IMI Magazine

IMI Magazine

News analysis


German quality takes a knock

Findings from the Consumers’ Association latest survey of car reliability suggest that the paths of the world’s two most respected car manufacturing nations are diverging noticeably. While Japan’s reputation for dependable products remains untarnished - with models from Honda, Lexus, Mazda, Nissan and Toyota holding 13 of the top 15 spots - there are unambiguous signs that German marques are sliding down the infallibility curve.

Volkswagen’s rating in particular should be providing its management with cause for concern following a stumble from ‘good’ to ‘poor’ over the past year, while Audi and Seat from the same stable fell from ‘good’ to ‘average’. Neither can BMW and Mercedes-Benz take comfort from their ‘average’ ratings, the latter having fallen from ‘excellent’ in the previous year. Volkswagen and Audi’s problems are blamed on a batch of faulty electrical components, but this knowledge will be of little comfort for consumers whose vehicles suffered a breakdown as a result.

Component shortcomings apart, one of the conclusions from these findings is that German manufacturers’ fabled build quality cannot be replicated easily outside their domestic bases. Over the past couple of decades, as manufacturers like BMW and Mercedes-Benz have established assembly facilities throughout the world, the claim has always been that product quality would be guaranteed by the tag ‘made by BMW’ or ‘made by Mercedes’ rather than ‘made in Germany’. However, this is looking somewhat suspect with, for example, BMW’s 3 Series (some of which are sourced from SouthAfrica for the UK market) trailing Ford’s Mondeo in the reliability stakes and the Hungarian-assembled Audi TT firmly rooted at the bottom of the pile with one of the lowest Consumers’ Association reliability scores.

This experience is in direct contrast to that of Japanese vehicle manufacturers who have managed to maintain quality (and productivity) standards at their overseas plants, including those in the UK. The presumption must be that Japanese companies are more successful in transplanting their manufacturing standards.


Ford: It just gets worse

Only those in the inner management circle know the full reasons for departures of colleagues. The background behind some partings are fairly clearcut, aswith Jacques Nasser’s exit from Ford and Bernd Pischetsrieder’s from BMW,but others are more opaque and frequently are made more so by briefings andcounter briefings from those who remain and maybe have a personal or political point to make.

Martin Leach’s exit from the position of president and CEO of Ford Europe, after 24 years with Ford, falls into the latter category. Only a few days before the announcement of his resignation he had been widely viewed as a strong contender for the rumoured new position within Ford’s top management team of European ‘czar’, with responsibility for bringing about a closer integration between Ford Europe and Premier Automotive Group.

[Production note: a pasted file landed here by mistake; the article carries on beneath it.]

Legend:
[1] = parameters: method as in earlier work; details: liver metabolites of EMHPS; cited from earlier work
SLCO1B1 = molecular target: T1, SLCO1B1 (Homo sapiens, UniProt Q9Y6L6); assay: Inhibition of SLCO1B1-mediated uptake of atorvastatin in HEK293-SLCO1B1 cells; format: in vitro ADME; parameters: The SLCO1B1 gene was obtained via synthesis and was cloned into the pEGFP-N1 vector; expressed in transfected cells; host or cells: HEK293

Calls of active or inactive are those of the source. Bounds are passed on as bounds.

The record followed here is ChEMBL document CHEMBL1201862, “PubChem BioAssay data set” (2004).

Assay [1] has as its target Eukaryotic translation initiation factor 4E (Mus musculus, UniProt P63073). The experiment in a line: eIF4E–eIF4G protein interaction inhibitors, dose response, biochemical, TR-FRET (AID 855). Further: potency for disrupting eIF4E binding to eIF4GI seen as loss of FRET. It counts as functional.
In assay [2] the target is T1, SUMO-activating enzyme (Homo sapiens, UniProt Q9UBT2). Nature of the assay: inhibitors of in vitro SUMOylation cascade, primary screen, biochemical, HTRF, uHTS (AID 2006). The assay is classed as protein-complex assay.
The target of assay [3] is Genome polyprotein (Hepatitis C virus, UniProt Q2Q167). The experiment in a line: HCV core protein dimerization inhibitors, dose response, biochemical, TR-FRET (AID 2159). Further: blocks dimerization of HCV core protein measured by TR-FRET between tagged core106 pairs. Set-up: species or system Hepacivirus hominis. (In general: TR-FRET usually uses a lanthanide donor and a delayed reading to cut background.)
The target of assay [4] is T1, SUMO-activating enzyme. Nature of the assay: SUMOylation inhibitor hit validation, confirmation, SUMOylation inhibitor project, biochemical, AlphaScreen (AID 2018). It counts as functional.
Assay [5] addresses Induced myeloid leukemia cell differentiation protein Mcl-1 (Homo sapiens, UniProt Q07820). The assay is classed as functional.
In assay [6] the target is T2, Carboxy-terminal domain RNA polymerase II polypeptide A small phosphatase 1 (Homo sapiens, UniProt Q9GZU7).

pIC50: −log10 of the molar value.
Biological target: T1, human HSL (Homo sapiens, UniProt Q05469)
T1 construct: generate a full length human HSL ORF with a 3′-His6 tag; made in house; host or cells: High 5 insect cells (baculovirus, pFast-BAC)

Meanwhile, Ford Europe incurred an operating loss of  $525m for the second quarter of this year. Even allowing for the current perilous state of much of Europe’s vehiclemanufacturing sector, these results indicate a strategy which is failing to move the company in the right direction. Maybe Martin Leach felt that resigning was the honourable thing to do or, perhaps more ominously, he was unconvinced that the game plan devised for European recovery was capable of achieving its target.

With a mountain to climb in its North American heartland - not least due to a more confident and resurgent General Motors - and a need to maintain the confidence of its investors and bankers, Ford simply cannot allow its European operations to drift. But after an extensive period of restructuring - which, among other things, has seen the closure of its entire UK car assembly network – and a model range which ismodern and suited to the needs of the European motorist, the company could be forgiven for wondering what else can be done.


BMW’s catch-‘em-young move

BMW’s initiative to develop its own sales talent, through the recruitment of 750 youngsters who will pass through a two-year internal sales training programme, is a welcome recognition of the need to raise the level of professionalism in UK car showrooms. Although some marques are better than others, mystery shopping exercises consistently highlight the inadequacies of sales staff with regard not only to product knowledge but also to the niceties of customer relationships.

As well as being a welcome development, BMW’s move is an intriguing one. For example, the clear inference is that the company intends to retain a strong element of influence at the retail level, with indications that the new staff will be on the BMW payroll rather than the responsibility of the franchised network.

Success or failure will rest heavily on the ability to retain the enthusiasm and interest of the new recruits in order to minimise the dropout rate. Moreover, showroom sales staff are notoriously nomadic and the temptation for others to poach the newly qualified recruits will surely be irresistible.